Uniform 05.17.2015: The Spirit Creates One Body


1 Corinthians 12:14-31

J. R. Ewing was shot in his office at Ewing Oil on March 21, 1980 by an unseen and thus unknown assailant. Millions of Americans would spend the next eight months pondering and debating the question “Who shot J. R.?” Finally, on November 21, 1980 the identity of the shooter was revealed, thus resolving what is perhaps the most famous cliffhanger in the history of American television.

Paul ends this week’s scripture passage with a cliffhanger of his own; after spending much time and many words advocating for the unity of the church, he concludes this section by saying “And I will show you a still more excellent way” (v. 31b). It’s a cliffhanger that will be resolved when we study 1 Corinthians 13 two weeks from now.

There’s really not much suspense, though, since that next chapter is the famous “love chapter.” So the “still more excellent way” to which Paul points the Corinthian church and all churches is the way of love. While Paul does not mention love in today’s passage, the resolution of the cliffhanger in the following chapter makes it clear that love is the basis for the kinds of perspectives, attitudes, and actions that he advocates here, all of which require a humbly loving stance on the part of the members of the church.

In this week’s passage, Paul stresses the fact that the church is what it is and is like it is because of God’s actions. “God arranged the members in the body, each one of them, as he chose” (v. 18). “God has so arranged the body, giving the greater honor to the inferior member, that there may be no dissension within the body, but the members may have the same care for one another” (vv. 24b-25). God’s goals in arranging the members of the church body like God does are that there will be unity in the body and care among the members of the body. God has made us one body by having us participate in one Spirit, namely, the Spirit of God.

And all of that happens because of the love that is the greatest gift of the Spirit.


1. What do we see in ourselves that gets in the way of the unity that Paul says should be ours in the church?
2. Paul asks, “If all were a single member, where would the body be?” (v. 19). If your entire church body was like you, what kind of church would it be?
3. Are we appropriately grateful for the behind the scenes and inconspicuous members of our church without whom the church’s ministry would suffer tremendously but who often go unnoticed and unacknowledged? How can we show appreciation for them without inordinately elevating them above others?
4. When we think about our role in the church do we ever find our thoughts beginning with a phrase like “Because I am not”? (vv. 15-16). When we think about the roles of others in the church do we ever find our thoughts beginning with a phrase like “Because they are not”? If so, how do we need to change our way of thinking?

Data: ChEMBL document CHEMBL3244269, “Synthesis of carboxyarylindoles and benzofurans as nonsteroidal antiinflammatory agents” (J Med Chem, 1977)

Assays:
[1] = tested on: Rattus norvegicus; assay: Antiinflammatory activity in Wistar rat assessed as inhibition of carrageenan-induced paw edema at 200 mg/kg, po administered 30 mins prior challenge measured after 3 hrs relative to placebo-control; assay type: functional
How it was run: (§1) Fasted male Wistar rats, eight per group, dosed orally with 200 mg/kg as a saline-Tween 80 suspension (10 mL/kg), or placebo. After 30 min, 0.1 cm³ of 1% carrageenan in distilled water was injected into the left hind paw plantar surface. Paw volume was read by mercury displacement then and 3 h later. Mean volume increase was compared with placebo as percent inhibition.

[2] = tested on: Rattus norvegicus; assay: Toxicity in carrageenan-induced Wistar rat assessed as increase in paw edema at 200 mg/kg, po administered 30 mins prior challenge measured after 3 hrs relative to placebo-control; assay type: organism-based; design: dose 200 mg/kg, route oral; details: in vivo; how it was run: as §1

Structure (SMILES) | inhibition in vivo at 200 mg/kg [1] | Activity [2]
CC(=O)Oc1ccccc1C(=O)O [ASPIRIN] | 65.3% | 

5. What are the implications of Paul’s words “For in the one Spirit we were all baptized into one body—Jews or Greeks, slaves or free—and we were all made to drink of one Spirit” (v. 13) for your local church? For ecumenical relations and activities?

Reference Shelf

Following the pattern of the body metaphor’s use by political writers, Paul envisions different parts of the body disclaiming membership in the body. Claiming to be separate from the rest of the body, however, does not make it so. Forgoing amputation, each member remains a part of the body, which is fortunate. If the body consisted of only certain members, it would be dysfunctional, which is not God’s design (vv. 17-19). God arranged (etheto) the parts, each one in the body as God willed. Because each part of the body is essential, furthermore, no part can claim to be independent of the others. By contrast, each and every part needs each and every other part. Furthermore, those parts of the body that may on the surface appear to be unimportant are, in fact, the most indispensable. In veiled language Paul refers to the genitalia (our unpresentable parts). Except for athletes and statues of deified persons, the general practice in Greece and Rome, as in most civilized cultures, was to cover up the unpresentable parts rather than expose them. Paul asserts that this constitutes honoring those parts. As a sign of respect and dignity, those parts are given a special treatment that other parts do not require. Rather than argue that those parts are covered out of shame, Paul affirms their essential value. This represents concord in the body, whereby all parts express mutual care for the others. The inescapable interdependence of the body’s parts means that all share equally in suffering and rejoicing.

Scott Nash, 1 Corinthians, Smyth & Helwys Bible Commentary (Macon: Smyth & Helwys, 2009), 363-364.

Michael Ruffin is husband to Debra and father to Joshua (Michelle) and Sara (Benjamin). A graduate of Mercer University and Southern Baptist Theological Seminary, he has previously served as a pastor and as a university professor. He lives on the Ruffin Family Farm in Yatesville, Georgia. You can visit and communicate with him at MichaelRuffin.com. He is the Uniform Series Curriculum Editor.


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  1. Delores Tyson says

    Excellent commentary! I enjoyed your thought provoking questions. Thank you!